Breaking: New York will hear the last of Renée Fleming

Breaking: New York will hear the last of Renée Fleming


norman lebrecht

April 05, 2017

The New York Times announces today that the American diva’s last Rosenkavalier at the Met on May 13 will also be her farewell to opera.

Ms Fleming is 58, the same age as her mentor Leontyne Price was when she called it quits. She has been quietly winding down her opera commitments for several years.

The article, which will not appear in the print edition until April 9, has all the hallmarks of a high-class PR coup. A fond smile, a tear, and four times as long as necessary.


photo: Dale Wilcox/Toronto Symphony Orchestra

Unlike Ms Fleming, who times everything to perfection.


  • herrera says:

    Good God, the article reads like a preview of her obituary. She’s just retiring from staged opera, not ending her career, much less locking up herself in her apartment Maria Callas like.

  • Alexander says:

    … it only means she will have more time for recitals and be able to come to my fav opera house one day ( I think rather soon than on the contrary 😉 ) … any way she doesn’t sing Lucrezia and Armida any more and Strauss is too long to listen to the end , almost as Wagner and Prokofiev …. just my opinion of course …Renée don’t have us wait for too long 😉

  • Ungeheuer says:

    Might as well. Terrible physical and vocal actress that she is, she often projected a suburban soccer mom who took a wrong turn and ended on a stage. She did have a captivating voice in the mid ’90s but not long after the vocal mannerisms began to creep in and it was never the same.

    • John says:

      Somehow, in spite of your authoritative view, she seems to have had a spectacular career anyway. Why doesn’t the world listen to you more?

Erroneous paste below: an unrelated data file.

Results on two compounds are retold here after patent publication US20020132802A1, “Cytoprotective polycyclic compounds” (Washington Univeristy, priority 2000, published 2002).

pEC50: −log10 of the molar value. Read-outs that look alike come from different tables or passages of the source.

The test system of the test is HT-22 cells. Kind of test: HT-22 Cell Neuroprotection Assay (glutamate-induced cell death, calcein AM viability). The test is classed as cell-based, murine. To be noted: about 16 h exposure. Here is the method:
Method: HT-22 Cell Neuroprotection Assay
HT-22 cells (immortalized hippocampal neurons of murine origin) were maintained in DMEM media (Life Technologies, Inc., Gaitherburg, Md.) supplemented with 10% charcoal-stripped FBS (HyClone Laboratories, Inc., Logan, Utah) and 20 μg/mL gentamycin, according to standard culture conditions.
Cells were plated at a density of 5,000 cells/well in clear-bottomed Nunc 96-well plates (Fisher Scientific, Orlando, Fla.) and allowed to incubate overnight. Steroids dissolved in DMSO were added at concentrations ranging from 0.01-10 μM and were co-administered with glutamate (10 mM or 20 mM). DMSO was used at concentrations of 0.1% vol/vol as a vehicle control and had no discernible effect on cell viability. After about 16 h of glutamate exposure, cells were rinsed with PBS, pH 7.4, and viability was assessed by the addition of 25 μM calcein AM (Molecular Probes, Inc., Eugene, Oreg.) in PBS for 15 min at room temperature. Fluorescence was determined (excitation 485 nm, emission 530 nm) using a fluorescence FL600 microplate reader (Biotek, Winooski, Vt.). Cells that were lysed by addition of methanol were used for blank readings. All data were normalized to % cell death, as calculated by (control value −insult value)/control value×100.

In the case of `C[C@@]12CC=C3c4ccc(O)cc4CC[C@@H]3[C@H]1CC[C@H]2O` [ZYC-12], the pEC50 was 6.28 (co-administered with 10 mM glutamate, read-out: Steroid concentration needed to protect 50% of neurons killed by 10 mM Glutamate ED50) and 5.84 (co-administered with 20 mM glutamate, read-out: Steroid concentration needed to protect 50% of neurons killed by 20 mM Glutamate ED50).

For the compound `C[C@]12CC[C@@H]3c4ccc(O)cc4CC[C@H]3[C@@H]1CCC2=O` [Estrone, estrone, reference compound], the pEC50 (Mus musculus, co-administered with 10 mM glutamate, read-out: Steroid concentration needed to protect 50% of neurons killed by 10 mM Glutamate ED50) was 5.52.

• Alexander Davidson says:

      James Levine, Sir Antonio Pappano, Claudio Abbado, and Sir Georg Solti, among others, evidently failed to make these same observations.

      • Bruce says:

        …which just goes to show how much more perceptive and discriminating our Mr. Monster is than all those famous so-called conductors.

        • Berliner says:

          These conductors didn’t choose to engage her, the agents pushed her on them. I saw Abbado, for one, dismissively almost ignoring her in a performance of Mahler 4 with Berlin. He seemed to give up trying to support her as she gasped for breath, so he took off in a tempo of his choice.

  • Ungeheuer says:

    And her too often misguided excursions into pop and jazz music are, at best, forgotten. At worst, insert-your-favorite-scatological-term-here.


    She announced this in an interview for the Telegraph a year ago!

  • Nick says:

    Hard to recall that by this age Dame Janet Baker had retired from both the stage (49) and concert platform (56).

  • Mario Denis says:

    Lovely lady but I spent lots of $$$$ for very disappointing experiences, will check Spotify next time instead. I remember some French article years ago claiming she would be the Best Soprano in the world, never happened. I enjoyed her as a presenter on Live from HD!!! Nice personality.

  • Marg says:

    Every great singer has those who love her/him and those who think the singer is subpar. As witnessed above. For myself, I have enjoyed Renee’s singing (and acting) over the years both in HD and live, opera and recital. I wish her well. She has been tireless in promoting opera and encouraging young people as singers and lovers of opera. We need more like her. And she is right up there on being a non-diva diva.

  • M2N2K says:

    Her acting was never exceptional, but her singing for at least two decades between 1990 and 2010 was absolutely superb. She is wise to retire from operatic stages right now, but I am sure that musical world including New York will keep hearing her in concert performances for a few more years.

  • Tom Graham says:

    A lovely lady and marvellous artist. Her Rusalka recording will be in the catalog for years. Renee was successful in America and Europe and never had any pretention. More to the point she was a real star which the opera world needs. Sad to see her leave the stage but somehow I think she, like Marilyn Horne, will be a force for good in this evermore philistine world